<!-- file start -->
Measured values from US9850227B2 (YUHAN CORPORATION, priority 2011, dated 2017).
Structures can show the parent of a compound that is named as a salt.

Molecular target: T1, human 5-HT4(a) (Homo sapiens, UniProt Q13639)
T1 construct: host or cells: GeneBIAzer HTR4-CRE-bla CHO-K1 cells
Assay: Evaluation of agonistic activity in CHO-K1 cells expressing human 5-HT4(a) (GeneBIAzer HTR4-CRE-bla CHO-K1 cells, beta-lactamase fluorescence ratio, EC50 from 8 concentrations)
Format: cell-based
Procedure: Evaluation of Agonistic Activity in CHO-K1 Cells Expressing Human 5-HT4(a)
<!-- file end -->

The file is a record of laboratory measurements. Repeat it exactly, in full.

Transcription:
Measured values from US9850227B2 (YUHAN CORPORATION, priority 2011, dated 2017).
Structures can show the parent of a compound that is named as a salt.

Molecular target: T1, human 5-HT4(a) (Homo sapiens, UniProt Q13639)
T1 construct: host or cells: GeneBIAzer HTR4-CRE-bla CHO-K1 cells
Assay: Evaluation of agonistic activity in CHO-K1 cells expressing human 5-HT4(a) (GeneBIAzer HTR4-CRE-bla CHO-K1 cells, beta-lactamase fluorescence ratio, EC50 from 8 concentrations)
Format: cell-based
Procedure: Evaluation of Agonistic Activity in CHO-K1 Cells Expressing Human 5-HT4(a)